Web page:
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A Record Almond Crop – But Why?

by Joe Traynor, 12/1/11

It’s a given among almond growers: the weather during bloom determines the almond crop; poor weather, poor crop, good weather, good crop. How then, to explain the record 2011 almond crop: a phenomenal all-time record of 2600#/acre state average!?

For the 2011 almond bloom, Bee Hours (the number of hours with temperatures above 50 degrees, wind less than 15 mph and no rain) was the lowest in years. Growers hunkered down for a poor nut set, yet by April the trees were loaded with nuts. Why?

One explanation has been that mild weather during the previous two growing seasons allowed trees to build up carbohydrate reserves and these stored carbohydrates greatly increased retention of pollinated nuts. Sounds plausible, but I’d like to see some data.

A better explanation, offered by many, is that a strung-out bloom extended the time necessary for bees to complete the pollination job – the transfer of pollen from one variety to another. This explanation certainly makes sense. A strung-out bloom also provides another major benefit: better nut retention after pollination.

Fertilized ovules from newly pollinated almond flowers undergo an intense period of extremely rapid growth immediately after petal fall. When bloom is compressed, the number of nutlets expanding simultaneously puts an overwhelming demand on tree reserves. Trees are unable to feed all their “babies” at the same time. Under such conditions, pollinated nutlets abort (drop to the ground) to relieve the drain on tree reserves, and to allow at least some of the crop to reach maturity. Peach trees, closely related to almonds, incur a similar drop of pollinated flowers after petal fall, but peach growers welcome this drop as it reduces their thinning costs.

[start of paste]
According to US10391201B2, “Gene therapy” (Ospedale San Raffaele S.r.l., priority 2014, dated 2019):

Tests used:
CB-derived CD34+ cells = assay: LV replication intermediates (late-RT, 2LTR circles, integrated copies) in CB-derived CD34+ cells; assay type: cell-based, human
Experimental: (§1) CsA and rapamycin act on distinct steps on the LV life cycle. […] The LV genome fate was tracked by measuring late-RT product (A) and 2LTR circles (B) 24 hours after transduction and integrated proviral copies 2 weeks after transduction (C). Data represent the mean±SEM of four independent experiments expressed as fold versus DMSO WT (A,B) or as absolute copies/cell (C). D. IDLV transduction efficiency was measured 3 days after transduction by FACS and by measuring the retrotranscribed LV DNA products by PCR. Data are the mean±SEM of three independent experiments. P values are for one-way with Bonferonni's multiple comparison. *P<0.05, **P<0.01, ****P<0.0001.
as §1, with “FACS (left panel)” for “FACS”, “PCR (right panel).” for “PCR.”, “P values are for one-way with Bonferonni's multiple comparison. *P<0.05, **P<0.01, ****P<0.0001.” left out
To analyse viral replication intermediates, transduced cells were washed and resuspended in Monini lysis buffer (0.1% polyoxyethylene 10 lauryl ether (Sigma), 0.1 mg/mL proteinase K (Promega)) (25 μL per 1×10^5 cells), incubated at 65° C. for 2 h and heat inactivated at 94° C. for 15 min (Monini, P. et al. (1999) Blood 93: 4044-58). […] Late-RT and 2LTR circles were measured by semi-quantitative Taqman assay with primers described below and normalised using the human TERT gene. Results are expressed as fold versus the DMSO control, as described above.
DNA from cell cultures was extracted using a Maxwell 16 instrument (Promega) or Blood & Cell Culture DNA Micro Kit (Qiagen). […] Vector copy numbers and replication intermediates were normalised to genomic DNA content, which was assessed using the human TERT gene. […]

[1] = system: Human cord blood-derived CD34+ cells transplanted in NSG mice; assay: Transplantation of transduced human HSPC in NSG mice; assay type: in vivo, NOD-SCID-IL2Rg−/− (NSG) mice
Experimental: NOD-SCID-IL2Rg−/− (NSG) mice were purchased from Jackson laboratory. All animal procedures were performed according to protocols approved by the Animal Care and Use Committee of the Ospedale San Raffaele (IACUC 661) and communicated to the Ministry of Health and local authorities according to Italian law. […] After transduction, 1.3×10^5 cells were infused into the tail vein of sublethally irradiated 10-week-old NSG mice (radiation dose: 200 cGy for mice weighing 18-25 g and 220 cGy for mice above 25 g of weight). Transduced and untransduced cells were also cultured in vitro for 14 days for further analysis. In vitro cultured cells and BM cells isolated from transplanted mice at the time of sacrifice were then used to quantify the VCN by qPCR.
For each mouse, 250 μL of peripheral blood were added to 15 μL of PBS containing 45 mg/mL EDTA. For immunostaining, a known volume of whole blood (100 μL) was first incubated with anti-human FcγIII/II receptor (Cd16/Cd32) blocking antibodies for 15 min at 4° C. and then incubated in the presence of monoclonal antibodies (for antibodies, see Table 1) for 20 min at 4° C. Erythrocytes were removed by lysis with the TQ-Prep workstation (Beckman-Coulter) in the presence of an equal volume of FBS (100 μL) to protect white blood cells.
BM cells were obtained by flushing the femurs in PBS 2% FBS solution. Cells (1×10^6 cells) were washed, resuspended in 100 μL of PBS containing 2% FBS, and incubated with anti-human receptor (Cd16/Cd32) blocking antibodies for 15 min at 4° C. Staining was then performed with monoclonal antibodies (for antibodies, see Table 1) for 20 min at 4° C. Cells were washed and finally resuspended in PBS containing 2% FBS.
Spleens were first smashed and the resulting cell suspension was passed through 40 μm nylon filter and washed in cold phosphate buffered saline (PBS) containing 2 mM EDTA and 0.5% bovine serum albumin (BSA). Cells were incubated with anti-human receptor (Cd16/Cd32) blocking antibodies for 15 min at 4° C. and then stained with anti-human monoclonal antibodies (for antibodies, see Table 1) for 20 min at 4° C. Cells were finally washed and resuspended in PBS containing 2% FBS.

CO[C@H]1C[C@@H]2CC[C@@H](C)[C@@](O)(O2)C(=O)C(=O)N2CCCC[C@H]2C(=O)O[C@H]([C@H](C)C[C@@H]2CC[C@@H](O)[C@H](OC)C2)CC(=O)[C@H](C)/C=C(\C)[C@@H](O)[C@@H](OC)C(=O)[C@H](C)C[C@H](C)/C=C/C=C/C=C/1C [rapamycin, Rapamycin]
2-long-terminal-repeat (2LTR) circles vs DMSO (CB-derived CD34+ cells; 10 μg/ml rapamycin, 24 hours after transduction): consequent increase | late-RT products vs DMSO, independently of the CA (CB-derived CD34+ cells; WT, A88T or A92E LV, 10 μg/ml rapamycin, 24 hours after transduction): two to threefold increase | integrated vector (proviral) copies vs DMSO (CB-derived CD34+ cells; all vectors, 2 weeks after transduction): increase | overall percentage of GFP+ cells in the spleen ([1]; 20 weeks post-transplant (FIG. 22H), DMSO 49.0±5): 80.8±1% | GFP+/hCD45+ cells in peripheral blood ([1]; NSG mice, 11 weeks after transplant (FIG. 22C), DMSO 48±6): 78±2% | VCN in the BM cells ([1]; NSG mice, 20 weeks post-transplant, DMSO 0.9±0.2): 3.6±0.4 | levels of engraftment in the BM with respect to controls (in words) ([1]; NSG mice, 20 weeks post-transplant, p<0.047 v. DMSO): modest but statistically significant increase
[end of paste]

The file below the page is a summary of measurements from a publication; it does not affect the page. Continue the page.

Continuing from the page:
Almond growers like to see at least 50% of their almond flowers set a nut, a figure necessary to attain 3000#+/acre yields. An extended bloom makes this goal more attainable by providing bees more time to do their job and by providing trees a better opportunity to retain more nuts. Growers should certainly hope for Ideal bee weather during almond bloom, but if the blooming period is compressed, even perfect bee weather may not offset excessive post-bloom nut drop caused by too many nutlets growing too fast at the same time. When the blooming period is compressed, ideal bee weather cannot compensate for excessive post-pollination nutlet drop.

Winter chilling – the number of hours below 45 degrees – determines the length of the blooming period; whether the bloom will be compressed or strung-out. Cold winters give a compressed bloom, warm winters an extended bloom. Almonds have the lowest chilling requirement of any deciduous tree crop – 250 to 300 hours, compared to over 800 hours for pistachios and over 1,000 hours for cherries. Recorded chilling hours were more than ample for almonds during the winter of 2010-2011, so why was the bloom strung-out?

Unfortunately, chilling hours, as currently determined by most, don’t account for fog (or lack of fog). Branch (or bud) temperatures on a 50 degree day with no fog can be 20 degrees higher than branch temperatures on a foggy day. (Cherry and pistachio growers should consider white-washing their trees during the winter to minimize limb warming on sunny days). Sunny winter days offset the chilling hours accumulated at night and during cold, foggy days. December-January weather this past winter was noticeable for a minimal number of foggy days. A strung-out bloom was the result.

Unlike cherry or pistachio growers, almond growers should hope for a winter with below normal chilling, and for only enough foggy days to allow for efficient shaking of mummies. Almond growers should not fret if chilling hours are below normal; they should fret if they are above normal. Perhaps almond growers should also embrace global warming.

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This article appeared in the December 2011 issue of Pacific Nut Producer